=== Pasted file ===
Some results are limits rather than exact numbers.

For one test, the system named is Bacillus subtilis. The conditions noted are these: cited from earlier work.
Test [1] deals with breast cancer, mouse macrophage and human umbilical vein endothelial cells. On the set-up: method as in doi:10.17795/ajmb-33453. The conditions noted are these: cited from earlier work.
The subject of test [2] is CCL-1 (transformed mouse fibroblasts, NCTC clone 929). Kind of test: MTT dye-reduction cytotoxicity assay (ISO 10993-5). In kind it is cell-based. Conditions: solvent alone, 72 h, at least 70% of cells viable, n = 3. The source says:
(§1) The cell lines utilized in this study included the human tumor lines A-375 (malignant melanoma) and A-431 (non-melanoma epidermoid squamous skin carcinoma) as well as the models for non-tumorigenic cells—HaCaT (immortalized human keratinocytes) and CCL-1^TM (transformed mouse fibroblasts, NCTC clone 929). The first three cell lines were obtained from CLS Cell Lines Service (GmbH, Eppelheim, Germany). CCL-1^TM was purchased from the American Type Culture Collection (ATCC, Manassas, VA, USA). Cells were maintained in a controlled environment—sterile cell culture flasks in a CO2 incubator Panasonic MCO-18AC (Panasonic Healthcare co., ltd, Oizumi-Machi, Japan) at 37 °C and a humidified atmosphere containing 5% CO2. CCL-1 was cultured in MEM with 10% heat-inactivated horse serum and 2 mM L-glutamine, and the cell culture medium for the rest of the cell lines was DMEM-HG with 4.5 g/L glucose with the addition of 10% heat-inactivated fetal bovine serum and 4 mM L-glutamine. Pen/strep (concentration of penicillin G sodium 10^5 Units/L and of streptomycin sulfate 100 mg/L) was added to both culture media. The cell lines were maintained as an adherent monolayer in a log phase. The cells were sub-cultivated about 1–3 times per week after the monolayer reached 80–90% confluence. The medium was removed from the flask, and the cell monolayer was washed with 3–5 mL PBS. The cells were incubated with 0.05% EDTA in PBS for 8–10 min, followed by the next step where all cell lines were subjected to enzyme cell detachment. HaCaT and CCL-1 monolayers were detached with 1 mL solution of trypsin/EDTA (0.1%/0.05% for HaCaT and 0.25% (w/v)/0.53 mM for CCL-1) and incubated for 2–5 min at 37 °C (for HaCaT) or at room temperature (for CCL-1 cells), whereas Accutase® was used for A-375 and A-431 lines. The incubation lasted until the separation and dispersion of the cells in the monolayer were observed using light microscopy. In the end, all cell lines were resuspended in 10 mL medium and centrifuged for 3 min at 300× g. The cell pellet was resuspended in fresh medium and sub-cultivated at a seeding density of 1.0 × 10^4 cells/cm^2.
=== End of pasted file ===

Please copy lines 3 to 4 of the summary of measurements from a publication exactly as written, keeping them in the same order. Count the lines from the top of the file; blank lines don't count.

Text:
Test [1] deals with breast cancer, mouse macrophage and human umbilical vein endothelial cells. On the set-up: method as in doi:10.17795/ajmb-33453. The conditions noted are these: cited from earlier work.
The subject of test [2] is CCL-1 (transformed mouse fibroblasts, NCTC clone 929). Kind of test: MTT dye-reduction cytotoxicity assay (ISO 10993-5). In kind it is cell-based. Conditions: solvent alone, 72 h, at least 70% of cells viable, n = 3. The source says: